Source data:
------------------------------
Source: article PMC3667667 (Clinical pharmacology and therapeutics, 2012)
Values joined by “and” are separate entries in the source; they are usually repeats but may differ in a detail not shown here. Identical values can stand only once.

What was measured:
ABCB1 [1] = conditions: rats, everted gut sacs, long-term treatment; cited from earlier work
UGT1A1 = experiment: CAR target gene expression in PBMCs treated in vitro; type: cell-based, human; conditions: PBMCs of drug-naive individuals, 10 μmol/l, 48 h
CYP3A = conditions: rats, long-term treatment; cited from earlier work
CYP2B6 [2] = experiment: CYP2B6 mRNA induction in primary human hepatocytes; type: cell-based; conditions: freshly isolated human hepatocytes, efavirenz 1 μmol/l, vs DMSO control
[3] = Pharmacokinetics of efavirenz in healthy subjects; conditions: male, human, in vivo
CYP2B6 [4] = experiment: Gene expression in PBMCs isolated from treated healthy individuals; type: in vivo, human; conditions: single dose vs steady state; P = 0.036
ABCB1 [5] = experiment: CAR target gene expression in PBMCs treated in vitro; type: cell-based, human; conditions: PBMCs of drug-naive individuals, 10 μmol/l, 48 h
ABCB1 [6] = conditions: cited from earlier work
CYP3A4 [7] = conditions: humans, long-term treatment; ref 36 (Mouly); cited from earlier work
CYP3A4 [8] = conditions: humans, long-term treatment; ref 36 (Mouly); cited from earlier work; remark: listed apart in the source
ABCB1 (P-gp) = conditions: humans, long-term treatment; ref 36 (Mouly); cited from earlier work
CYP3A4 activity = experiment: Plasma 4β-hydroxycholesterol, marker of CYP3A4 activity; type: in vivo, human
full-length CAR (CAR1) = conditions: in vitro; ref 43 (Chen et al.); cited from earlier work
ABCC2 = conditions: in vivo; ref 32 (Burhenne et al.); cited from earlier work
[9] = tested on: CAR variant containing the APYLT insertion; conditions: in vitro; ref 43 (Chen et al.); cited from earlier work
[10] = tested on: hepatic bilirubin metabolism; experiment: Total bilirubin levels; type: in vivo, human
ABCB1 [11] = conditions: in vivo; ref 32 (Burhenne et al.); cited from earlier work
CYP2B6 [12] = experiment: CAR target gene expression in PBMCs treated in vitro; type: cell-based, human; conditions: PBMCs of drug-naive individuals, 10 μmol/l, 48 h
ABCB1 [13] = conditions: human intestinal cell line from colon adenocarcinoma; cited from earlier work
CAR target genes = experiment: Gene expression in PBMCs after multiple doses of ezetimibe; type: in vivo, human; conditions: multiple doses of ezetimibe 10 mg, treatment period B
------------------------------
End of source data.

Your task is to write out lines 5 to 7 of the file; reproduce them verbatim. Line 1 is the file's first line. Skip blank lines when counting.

UGT1A1 = experiment: CAR target gene expression in PBMCs treated in vitro; type: cell-based, human; conditions: PBMCs of drug-naive individuals, 10 μmol/l, 48 h
CYP3A = conditions: rats, long-term treatment; cited from earlier work
CYP2B6 [2] = experiment: CYP2B6 mRNA induction in primary human hepatocytes; type: cell-based; conditions: freshly isolated human hepatocytes, efavirenz 1 μmol/l, vs DMSO control